• To what extent does the grid provide benefits that are not captured by traditional measures of use? If a jurisdiction believes that the grid provides many benefits not captured by usage, whether volumetric or demand-related, that jurisdiction may lean toward changing rate structures to better reflect those benefits. • To what extent does DER lower utility costs? If DER provides significant cost reductions or avoids significant costs for the utility, that evidence should affect decisions on appropriate rate structures and compensation. • To what extent does DER benefit society at large? Identification and the attempted quantification of these benefits should also inform rate design and compensation structures. • To what extent do rates currently, and to what extent will they in the future, reflect the nature of costs and benefits?
Once these issues have been decided, the most appropriate potential options for rate design and compensation should be clearer. The choice, then, is which of the potential options that achieve some or all of a jurisdiction’s goals can or should be used. Certain options, such as time-varying rates and demand charges, require AMI or interval metering to utilize. Without such enabling technologies, a regulator may select another rate design or compensation option that achieves many of the same goals as its preferred option without the technological requirements. Effects of the choice on customers, both DER and non-DER, must also be taken into account when weighing options that achieve a regulator’s goals. Equity considerations between income levels, existing and future customers, classes, and technologies should also be taken into account. The delicate balance of all considerations such that the public interest is maximized is at the discretion of regulators in each jurisdiction, and multiple reasonable outcomes are possible.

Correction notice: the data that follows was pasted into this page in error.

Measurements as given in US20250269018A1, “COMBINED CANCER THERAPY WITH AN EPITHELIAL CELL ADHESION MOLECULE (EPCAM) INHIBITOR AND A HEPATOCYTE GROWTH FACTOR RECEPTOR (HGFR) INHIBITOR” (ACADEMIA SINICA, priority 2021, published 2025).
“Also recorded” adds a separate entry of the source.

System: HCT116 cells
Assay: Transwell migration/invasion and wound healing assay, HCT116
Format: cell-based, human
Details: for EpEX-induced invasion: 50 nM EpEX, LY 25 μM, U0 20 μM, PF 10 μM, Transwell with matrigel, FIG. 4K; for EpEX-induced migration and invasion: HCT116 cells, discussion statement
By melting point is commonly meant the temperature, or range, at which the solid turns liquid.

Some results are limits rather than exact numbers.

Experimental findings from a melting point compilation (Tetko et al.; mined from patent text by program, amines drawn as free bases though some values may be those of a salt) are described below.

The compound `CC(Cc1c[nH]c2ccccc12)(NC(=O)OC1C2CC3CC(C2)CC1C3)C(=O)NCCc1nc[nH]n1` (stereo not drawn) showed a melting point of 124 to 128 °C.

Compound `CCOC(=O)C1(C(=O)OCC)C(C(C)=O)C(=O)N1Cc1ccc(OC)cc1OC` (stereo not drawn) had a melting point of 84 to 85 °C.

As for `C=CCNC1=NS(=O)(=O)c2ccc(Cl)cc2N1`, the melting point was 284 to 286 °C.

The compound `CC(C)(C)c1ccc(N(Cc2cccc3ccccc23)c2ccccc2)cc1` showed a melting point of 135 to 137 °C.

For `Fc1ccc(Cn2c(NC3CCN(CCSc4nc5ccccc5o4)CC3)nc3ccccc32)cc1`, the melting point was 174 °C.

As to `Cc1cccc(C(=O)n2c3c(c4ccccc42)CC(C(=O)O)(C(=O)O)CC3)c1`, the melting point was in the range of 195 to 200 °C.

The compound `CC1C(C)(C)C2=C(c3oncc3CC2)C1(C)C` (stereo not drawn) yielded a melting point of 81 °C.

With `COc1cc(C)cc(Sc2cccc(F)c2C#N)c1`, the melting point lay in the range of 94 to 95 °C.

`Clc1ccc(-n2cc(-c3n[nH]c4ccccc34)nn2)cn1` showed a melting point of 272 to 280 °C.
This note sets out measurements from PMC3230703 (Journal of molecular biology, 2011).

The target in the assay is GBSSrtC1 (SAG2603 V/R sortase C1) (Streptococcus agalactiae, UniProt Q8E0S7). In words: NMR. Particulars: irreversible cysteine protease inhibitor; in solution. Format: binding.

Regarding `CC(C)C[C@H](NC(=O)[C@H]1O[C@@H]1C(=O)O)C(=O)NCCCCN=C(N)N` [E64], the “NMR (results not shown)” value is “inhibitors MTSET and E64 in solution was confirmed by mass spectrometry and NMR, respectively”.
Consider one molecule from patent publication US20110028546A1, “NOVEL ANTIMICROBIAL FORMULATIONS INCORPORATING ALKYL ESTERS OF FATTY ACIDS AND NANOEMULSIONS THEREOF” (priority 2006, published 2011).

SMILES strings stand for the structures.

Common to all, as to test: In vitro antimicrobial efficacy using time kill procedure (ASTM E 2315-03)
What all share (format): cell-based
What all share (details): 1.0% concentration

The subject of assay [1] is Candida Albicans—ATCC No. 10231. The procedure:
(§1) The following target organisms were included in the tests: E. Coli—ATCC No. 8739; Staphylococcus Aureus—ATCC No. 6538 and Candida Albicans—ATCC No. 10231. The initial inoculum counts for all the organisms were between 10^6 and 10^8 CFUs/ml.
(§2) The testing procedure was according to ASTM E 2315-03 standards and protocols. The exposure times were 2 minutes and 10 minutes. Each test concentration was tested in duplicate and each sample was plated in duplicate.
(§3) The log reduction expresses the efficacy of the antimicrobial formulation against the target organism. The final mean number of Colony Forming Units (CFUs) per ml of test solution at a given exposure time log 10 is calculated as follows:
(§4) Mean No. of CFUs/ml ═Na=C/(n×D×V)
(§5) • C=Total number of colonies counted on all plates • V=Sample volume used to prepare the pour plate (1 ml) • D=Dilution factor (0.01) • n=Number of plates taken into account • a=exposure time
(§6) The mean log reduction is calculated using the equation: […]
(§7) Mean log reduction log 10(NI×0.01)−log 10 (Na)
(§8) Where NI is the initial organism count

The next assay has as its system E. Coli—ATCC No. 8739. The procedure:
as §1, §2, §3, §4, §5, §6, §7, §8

Whether to Act Based on Adoption Levels
While it is important to take the time to accurately assess the appropriate structure of rates for DER (as well as other) customers, regulators should not tarry too long in establishing what they feel is an appropriate rate structure and compensation mechanism for DER customers. A very important factor in customers’ decisions on DER installation is the price signals sent by the rate design. If those price signals do not appropriately reflect a jurisdiction’s policies on cost-causation, the result will likely be an economically or socially inefficient amount of DER. Waiting too long to set up an appropriate pricing structure can also make grandfathering and equity considerations between future and existing DER customers more of an issue than they otherwise would be. Setting up an appropriate pricing and compensation structure should be done as soon as feasible, but there should not be so much urgency that the decision is made without all of the appropriate information. The results from such uninformed actions could be worse than no action at all. Adoption levels may, however, affect the amount and types of costs and benefits that accrue from DER installations. It is important to decide if different rate structures and compensation methodologies are appropriate for different stages of adoption, or if a single structure should be put in place that can deal with the differential impacts of various penetration levels. To the extent that it is decided that different rate structures are appropriate at different adoption levels, it should be made clear to customers whether grandfathering will apply so that the decisions on DER installation can take into account the potential for future rate changes.